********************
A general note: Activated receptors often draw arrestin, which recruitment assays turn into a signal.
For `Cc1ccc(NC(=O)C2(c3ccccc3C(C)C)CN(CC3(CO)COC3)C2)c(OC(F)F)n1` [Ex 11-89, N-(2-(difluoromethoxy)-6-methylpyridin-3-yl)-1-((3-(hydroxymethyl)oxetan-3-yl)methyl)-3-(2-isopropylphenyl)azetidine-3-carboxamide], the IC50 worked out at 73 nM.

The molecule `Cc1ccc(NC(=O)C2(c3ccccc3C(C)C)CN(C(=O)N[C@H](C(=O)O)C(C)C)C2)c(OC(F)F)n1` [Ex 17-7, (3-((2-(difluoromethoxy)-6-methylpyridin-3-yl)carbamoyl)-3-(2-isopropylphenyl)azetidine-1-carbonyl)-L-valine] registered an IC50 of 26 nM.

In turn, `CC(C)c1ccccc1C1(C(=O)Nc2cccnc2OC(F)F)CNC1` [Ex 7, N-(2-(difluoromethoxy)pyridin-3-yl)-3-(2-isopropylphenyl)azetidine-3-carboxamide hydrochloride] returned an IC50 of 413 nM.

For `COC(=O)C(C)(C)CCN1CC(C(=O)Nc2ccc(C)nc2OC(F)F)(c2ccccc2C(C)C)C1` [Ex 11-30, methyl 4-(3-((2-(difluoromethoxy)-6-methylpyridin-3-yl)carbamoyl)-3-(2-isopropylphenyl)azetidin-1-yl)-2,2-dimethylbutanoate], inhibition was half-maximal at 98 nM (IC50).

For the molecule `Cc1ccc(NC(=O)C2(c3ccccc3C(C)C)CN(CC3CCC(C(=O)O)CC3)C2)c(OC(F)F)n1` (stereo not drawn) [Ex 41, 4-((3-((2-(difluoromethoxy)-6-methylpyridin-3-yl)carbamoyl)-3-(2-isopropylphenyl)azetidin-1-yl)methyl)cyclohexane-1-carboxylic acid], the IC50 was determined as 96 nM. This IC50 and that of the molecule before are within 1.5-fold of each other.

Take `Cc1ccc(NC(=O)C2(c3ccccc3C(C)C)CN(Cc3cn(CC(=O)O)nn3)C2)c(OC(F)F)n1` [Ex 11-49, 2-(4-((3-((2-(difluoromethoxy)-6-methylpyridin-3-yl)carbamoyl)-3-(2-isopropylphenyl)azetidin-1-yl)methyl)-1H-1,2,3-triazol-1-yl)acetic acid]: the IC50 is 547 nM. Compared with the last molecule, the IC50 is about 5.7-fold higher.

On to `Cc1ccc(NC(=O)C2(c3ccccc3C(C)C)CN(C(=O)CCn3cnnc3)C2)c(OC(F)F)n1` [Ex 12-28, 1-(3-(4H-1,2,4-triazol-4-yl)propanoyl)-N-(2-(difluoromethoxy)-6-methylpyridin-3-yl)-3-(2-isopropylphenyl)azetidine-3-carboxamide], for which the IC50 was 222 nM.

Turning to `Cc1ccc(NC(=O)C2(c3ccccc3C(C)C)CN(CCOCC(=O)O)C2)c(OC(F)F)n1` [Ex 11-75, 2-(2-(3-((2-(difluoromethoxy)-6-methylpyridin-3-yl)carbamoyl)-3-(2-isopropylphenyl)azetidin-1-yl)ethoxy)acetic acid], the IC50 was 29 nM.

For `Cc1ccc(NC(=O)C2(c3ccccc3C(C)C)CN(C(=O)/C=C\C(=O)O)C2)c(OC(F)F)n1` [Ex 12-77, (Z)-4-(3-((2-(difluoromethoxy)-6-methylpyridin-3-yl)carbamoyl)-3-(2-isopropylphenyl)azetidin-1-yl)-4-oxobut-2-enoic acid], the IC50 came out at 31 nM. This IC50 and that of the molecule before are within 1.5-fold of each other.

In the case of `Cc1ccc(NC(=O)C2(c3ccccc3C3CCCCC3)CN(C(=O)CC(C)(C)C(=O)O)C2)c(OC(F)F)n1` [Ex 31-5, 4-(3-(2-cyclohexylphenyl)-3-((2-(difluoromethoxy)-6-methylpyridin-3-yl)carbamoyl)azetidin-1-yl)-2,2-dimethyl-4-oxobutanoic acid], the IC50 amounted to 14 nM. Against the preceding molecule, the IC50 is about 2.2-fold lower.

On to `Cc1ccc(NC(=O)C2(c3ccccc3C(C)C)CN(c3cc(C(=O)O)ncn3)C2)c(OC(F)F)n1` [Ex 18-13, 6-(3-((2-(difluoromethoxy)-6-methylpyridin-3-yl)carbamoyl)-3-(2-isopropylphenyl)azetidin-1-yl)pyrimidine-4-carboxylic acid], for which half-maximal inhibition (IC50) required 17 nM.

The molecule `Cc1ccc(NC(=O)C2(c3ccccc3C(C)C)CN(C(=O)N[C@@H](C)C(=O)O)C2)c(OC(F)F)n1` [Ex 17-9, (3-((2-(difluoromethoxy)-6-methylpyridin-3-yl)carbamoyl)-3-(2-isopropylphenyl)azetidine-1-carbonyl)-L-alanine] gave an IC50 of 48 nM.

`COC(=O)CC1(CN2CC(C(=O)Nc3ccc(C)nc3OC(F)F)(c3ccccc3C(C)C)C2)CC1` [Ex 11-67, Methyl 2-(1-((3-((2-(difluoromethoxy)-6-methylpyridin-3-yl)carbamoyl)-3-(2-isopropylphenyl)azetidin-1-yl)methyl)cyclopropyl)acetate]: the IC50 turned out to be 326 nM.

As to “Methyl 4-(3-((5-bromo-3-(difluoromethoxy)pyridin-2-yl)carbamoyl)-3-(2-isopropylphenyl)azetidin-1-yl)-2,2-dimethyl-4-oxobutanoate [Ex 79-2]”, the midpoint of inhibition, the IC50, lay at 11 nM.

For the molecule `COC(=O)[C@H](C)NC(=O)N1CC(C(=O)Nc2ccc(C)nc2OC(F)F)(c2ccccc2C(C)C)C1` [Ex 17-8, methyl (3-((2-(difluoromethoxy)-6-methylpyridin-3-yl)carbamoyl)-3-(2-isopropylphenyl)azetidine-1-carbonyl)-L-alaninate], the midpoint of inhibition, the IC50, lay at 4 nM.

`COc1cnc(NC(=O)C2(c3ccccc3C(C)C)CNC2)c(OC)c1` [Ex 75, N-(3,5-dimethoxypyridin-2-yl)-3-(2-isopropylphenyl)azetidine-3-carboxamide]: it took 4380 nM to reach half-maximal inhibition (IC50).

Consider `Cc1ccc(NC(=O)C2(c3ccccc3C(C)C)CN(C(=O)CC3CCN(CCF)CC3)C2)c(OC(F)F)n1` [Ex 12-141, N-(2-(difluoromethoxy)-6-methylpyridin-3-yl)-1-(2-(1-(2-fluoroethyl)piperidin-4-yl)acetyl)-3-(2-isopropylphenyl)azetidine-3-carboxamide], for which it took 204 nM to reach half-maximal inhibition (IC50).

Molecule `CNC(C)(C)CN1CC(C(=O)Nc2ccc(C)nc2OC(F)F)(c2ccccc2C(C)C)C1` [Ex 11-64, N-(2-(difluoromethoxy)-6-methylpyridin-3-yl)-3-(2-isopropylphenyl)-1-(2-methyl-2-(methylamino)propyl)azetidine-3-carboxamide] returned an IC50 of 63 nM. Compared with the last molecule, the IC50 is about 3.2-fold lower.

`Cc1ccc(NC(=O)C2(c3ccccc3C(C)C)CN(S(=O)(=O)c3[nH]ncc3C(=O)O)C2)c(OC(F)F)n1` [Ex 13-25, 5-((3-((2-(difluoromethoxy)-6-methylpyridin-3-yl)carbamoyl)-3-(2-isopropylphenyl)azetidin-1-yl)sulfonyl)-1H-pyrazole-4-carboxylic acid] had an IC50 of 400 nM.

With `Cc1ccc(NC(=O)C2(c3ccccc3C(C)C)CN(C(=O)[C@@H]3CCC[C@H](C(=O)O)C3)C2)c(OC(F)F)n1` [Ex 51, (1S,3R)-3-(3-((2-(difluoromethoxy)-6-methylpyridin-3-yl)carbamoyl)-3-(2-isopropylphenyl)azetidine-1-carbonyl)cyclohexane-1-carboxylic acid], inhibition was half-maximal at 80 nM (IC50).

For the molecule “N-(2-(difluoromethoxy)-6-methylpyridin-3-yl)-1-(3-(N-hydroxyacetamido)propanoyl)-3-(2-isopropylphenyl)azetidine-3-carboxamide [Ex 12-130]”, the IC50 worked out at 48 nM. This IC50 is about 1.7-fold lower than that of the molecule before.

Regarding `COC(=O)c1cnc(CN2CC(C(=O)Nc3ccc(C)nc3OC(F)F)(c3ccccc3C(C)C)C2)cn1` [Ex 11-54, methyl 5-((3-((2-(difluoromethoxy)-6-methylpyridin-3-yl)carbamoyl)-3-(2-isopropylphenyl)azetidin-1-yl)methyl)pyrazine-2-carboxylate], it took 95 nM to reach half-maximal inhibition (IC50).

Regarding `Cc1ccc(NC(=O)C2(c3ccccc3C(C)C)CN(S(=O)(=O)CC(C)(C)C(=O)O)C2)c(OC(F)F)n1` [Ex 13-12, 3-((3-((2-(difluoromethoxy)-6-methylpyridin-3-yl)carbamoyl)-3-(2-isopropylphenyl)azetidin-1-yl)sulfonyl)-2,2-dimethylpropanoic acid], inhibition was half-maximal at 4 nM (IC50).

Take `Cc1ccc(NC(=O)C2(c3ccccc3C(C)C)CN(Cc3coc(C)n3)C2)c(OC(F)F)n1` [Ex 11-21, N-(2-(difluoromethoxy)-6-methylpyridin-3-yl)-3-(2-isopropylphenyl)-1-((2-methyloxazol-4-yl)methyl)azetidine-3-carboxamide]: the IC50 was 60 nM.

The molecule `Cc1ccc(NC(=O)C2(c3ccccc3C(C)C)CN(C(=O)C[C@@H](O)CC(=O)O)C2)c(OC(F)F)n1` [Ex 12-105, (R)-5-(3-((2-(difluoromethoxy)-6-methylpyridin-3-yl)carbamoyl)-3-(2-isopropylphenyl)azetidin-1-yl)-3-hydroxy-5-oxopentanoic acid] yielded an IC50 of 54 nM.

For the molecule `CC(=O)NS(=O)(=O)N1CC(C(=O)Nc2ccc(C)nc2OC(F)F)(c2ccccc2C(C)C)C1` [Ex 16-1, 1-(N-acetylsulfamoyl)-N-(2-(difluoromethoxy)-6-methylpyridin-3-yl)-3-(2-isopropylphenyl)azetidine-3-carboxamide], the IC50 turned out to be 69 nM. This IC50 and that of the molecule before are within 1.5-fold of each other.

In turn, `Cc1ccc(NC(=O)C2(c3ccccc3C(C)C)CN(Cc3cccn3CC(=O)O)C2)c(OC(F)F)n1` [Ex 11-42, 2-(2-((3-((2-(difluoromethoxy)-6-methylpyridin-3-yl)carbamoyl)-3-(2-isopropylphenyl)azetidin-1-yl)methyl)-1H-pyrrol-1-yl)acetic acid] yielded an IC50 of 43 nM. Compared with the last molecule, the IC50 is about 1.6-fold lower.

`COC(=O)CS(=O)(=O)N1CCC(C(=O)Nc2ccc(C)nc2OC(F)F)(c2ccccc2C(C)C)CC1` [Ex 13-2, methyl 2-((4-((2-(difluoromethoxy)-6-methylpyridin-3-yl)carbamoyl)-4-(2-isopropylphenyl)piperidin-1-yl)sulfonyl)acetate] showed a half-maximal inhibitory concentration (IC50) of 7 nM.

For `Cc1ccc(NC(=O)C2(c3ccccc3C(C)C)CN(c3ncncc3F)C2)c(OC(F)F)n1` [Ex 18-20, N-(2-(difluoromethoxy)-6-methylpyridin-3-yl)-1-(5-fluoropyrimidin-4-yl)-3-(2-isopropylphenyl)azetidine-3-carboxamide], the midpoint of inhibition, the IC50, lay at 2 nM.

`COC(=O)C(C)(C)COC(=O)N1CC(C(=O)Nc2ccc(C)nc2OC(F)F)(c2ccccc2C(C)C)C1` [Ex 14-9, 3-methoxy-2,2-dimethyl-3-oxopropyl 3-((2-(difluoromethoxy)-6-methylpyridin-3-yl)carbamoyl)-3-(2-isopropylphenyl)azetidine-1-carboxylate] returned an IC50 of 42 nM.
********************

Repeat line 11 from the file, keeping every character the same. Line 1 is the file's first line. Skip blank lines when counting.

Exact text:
In the case of `Cc1ccc(NC(=O)C2(c3ccccc3C3CCCCC3)CN(C(=O)CC(C)(C)C(=O)O)C2)c(OC(F)F)n1` [Ex 31-5, 4-(3-(2-cyclohexylphenyl)-3-((2-(difluoromethoxy)-6-methylpyridin-3-yl)carbamoyl)azetidin-1-yl)-2,2-dimethyl-4-oxobutanoic acid], the IC50 amounted to 14 nM. Against the preceding molecule, the IC50 is about 2.2-fold lower.